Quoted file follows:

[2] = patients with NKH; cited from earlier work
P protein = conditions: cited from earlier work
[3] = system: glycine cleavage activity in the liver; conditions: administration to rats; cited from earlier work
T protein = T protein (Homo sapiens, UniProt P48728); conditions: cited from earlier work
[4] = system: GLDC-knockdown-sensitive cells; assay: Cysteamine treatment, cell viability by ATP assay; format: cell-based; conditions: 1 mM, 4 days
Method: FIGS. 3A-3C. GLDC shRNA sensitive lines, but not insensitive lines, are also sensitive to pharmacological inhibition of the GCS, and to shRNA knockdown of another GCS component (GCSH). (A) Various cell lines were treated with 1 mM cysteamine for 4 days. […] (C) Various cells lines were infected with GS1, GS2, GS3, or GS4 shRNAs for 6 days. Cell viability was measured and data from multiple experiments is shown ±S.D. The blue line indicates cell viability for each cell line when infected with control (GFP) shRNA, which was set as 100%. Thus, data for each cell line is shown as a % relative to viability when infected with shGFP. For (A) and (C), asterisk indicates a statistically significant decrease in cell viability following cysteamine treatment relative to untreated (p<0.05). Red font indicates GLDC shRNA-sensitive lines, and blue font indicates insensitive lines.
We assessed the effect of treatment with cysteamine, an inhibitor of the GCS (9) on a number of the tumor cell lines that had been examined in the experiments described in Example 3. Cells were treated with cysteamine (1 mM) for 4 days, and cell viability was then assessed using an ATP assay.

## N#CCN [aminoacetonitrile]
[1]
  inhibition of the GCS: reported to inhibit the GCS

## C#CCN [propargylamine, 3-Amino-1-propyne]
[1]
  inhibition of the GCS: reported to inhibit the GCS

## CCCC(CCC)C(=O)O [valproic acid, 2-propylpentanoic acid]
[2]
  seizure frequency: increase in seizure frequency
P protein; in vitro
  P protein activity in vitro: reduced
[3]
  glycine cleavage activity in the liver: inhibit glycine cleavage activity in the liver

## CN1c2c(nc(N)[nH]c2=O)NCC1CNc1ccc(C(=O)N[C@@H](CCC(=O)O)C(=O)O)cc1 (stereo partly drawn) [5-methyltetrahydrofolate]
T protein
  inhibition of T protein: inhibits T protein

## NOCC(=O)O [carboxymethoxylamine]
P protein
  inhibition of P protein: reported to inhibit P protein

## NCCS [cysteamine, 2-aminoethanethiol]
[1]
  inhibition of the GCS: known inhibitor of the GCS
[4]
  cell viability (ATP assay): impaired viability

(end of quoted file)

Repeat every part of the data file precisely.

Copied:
[2] = patients with NKH; cited from earlier work
P protein = conditions: cited from earlier work
[3] = system: glycine cleavage activity in the liver; conditions: administration to rats; cited from earlier work
T protein = T protein (Homo sapiens, UniProt P48728); conditions: cited from earlier work
[4] = system: GLDC-knockdown-sensitive cells; assay: Cysteamine treatment, cell viability by ATP assay; format: cell-based; conditions: 1 mM, 4 days
Method: FIGS. 3A-3C. GLDC shRNA sensitive lines, but not insensitive lines, are also sensitive to pharmacological inhibition of the GCS, and to shRNA knockdown of another GCS component (GCSH). (A) Various cell lines were treated with 1 mM cysteamine for 4 days. […] (C) Various cells lines were infected with GS1, GS2, GS3, or GS4 shRNAs for 6 days. Cell viability was measured and data from multiple experiments is shown ±S.D. The blue line indicates cell viability for each cell line when infected with control (GFP) shRNA, which was set as 100%. Thus, data for each cell line is shown as a % relative to viability when infected with shGFP. For (A) and (C), asterisk indicates a statistically significant decrease in cell viability following cysteamine treatment relative to untreated (p<0.05). Red font indicates GLDC shRNA-sensitive lines, and blue font indicates insensitive lines.
We assessed the effect of treatment with cysteamine, an inhibitor of the GCS (9) on a number of the tumor cell lines that had been examined in the experiments described in Example 3. Cells were treated with cysteamine (1 mM) for 4 days, and cell viability was then assessed using an ATP assay.

## N#CCN [aminoacetonitrile]
[1]
  inhibition of the GCS: reported to inhibit the GCS

## C#CCN [propargylamine, 3-Amino-1-propyne]
[1]
  inhibition of the GCS: reported to inhibit the GCS

## CCCC(CCC)C(=O)O [valproic acid, 2-propylpentanoic acid]
[2]
  seizure frequency: increase in seizure frequency
P protein; in vitro
  P protein activity in vitro: reduced
[3]
  glycine cleavage activity in the liver: inhibit glycine cleavage activity in the liver

## CN1c2c(nc(N)[nH]c2=O)NCC1CNc1ccc(C(=O)N[C@@H](CCC(=O)O)C(=O)O)cc1 (stereo partly drawn) [5-methyltetrahydrofolate]
T protein
  inhibition of T protein: inhibits T protein

## NOCC(=O)O [carboxymethoxylamine]
P protein
  inhibition of P protein: reported to inhibit P protein

## NCCS [cysteamine, 2-aminoethanethiol]
[1]
  inhibition of the GCS: known inhibitor of the GCS
[4]
  cell viability (ATP assay): impaired viability